Humphries: It's not fully understood. I mean, there are... they have this magnetic compass, a sort of built-in compass where they can actually use the Earth's magnetic field to orient themselves and they also use the sun to orient themselves, but they also find their way home using a variety of ways like roads, you know, they use landmarks, especially when they are closer to home, when they can see things that they've seen before. They also rely on smell, but that's not really clear, how each pigeon does this.

Steve: So, each individual one might be doing it in a totally individual way.

Humphries: Yeah, they might be relying on different qualities or different abilities that are... that they have, you know, whether the sun is out that day, maybe they're relying on the sun a bit more. But they have a lot of different ways of doing it, so if, you know, it's a cloudy day, they could still get home even if they can't see the sun.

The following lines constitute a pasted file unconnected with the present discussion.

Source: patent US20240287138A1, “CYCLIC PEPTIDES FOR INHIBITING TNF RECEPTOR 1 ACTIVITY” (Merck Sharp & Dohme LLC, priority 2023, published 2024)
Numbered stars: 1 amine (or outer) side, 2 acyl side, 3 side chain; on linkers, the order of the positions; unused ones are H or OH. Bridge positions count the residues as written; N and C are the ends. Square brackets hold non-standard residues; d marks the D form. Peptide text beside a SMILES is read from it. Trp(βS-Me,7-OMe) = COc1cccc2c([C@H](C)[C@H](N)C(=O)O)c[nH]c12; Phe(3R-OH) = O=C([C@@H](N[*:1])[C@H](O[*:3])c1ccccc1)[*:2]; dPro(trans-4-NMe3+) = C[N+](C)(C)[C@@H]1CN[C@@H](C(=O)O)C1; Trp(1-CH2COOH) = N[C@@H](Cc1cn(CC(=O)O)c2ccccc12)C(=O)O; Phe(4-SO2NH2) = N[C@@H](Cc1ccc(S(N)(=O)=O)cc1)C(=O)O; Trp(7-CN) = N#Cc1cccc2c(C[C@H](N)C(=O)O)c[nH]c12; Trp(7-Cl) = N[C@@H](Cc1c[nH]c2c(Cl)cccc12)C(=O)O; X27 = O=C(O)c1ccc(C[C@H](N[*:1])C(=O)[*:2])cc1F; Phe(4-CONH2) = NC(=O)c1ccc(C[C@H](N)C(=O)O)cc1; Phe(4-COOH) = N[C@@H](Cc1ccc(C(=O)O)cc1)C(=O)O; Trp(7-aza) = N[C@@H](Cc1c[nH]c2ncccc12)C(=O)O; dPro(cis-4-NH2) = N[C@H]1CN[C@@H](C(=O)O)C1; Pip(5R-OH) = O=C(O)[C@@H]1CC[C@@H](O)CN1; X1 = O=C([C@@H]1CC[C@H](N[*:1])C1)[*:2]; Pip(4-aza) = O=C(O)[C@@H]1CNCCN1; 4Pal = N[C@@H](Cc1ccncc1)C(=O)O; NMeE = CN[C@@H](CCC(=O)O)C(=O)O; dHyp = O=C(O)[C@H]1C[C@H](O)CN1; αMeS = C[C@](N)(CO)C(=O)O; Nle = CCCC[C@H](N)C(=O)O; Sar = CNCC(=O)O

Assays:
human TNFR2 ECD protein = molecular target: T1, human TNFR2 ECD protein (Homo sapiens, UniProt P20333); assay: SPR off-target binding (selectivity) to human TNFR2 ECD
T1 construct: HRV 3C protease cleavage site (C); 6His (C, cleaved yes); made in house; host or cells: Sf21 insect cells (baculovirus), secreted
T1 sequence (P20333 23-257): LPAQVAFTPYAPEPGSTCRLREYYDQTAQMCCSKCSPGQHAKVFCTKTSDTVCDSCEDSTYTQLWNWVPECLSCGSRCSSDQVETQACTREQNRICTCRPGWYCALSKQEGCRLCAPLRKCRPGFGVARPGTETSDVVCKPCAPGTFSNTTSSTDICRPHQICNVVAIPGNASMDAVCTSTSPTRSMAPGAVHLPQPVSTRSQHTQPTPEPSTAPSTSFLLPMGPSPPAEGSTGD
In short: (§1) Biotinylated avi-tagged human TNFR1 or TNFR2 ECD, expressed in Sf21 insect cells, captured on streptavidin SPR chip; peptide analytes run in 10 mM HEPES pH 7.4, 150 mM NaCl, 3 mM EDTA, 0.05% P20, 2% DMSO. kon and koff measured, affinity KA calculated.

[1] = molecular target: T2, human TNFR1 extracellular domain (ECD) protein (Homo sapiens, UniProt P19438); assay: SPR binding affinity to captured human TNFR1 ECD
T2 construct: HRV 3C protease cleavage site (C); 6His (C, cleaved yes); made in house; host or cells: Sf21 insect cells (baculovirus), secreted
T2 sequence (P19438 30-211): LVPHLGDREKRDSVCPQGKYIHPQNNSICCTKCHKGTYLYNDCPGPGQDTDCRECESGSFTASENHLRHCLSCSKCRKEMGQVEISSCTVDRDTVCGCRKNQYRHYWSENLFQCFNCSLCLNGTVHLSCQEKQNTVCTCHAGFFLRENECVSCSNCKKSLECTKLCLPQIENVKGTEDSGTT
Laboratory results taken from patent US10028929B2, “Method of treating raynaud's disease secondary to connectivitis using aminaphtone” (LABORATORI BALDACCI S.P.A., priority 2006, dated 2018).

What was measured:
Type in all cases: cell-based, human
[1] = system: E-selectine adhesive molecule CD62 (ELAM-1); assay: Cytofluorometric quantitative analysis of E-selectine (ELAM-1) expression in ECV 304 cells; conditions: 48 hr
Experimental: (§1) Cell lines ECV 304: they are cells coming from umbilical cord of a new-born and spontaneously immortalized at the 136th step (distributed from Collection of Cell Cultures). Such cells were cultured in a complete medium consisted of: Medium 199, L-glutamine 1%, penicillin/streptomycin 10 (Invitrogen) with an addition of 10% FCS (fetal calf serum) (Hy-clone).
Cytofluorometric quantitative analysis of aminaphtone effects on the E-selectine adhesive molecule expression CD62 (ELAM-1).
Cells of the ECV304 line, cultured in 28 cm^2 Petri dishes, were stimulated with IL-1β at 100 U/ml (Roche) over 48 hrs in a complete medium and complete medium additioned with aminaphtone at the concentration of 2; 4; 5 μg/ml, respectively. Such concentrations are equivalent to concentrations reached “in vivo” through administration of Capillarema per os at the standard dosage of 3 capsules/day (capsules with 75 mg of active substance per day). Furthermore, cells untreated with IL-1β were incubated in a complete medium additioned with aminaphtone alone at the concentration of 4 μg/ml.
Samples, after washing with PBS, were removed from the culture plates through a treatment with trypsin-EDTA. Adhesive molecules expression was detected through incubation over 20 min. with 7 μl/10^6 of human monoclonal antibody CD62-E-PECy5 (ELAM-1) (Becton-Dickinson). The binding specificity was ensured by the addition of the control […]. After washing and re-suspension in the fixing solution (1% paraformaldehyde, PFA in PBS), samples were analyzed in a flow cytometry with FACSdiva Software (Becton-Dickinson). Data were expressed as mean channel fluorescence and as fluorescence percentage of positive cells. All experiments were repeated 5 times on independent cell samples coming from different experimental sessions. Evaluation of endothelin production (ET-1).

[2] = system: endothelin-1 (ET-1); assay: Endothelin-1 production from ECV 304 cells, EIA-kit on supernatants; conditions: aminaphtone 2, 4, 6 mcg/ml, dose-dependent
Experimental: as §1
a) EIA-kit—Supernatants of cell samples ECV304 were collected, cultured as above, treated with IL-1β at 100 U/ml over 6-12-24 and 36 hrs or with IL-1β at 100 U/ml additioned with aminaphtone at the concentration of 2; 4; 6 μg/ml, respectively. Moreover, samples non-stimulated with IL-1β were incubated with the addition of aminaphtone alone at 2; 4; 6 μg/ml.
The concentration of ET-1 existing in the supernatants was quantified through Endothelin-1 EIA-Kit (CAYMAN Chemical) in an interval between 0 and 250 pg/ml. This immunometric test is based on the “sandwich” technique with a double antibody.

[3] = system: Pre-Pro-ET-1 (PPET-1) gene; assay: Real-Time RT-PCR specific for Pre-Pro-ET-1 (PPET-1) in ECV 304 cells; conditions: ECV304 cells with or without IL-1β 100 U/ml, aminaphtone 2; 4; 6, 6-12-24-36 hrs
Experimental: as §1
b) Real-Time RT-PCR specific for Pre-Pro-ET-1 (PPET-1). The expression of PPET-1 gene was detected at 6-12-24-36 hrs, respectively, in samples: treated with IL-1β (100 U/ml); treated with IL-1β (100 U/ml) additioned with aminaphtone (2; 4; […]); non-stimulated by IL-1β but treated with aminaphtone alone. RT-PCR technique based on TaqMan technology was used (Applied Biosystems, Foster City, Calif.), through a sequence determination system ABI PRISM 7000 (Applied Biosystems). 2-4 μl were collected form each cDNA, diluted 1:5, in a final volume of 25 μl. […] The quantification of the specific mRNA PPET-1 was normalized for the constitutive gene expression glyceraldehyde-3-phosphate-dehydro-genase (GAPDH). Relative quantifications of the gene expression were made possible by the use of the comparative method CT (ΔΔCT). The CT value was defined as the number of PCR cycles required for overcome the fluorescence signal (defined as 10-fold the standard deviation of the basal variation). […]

Steve: You tell this amazing story in this book about attempts B.F. Skinner was involved, who basically had guided missiles—bombs—that pigeons would be the pilot of.

Humphries: Yeah. That's kind of an amazing story because it's true and it just sounds so fantastic, but B. F. Skinner did have a project in regard to develop[ing] a pigeon-guided missile and it seemed like it was working pretty well. I mean, he trained these pigeons to be able to find a target, you know, they would be somehow, in this missile, looking at a target on the screen and because they have been trained to peck on this target and to get food in response to that, they picked up this training so well that they would be very reliable pilots,

Steve: That project really didn't come to fruition but it did lead Skinner onto the path that he eventually became famous for.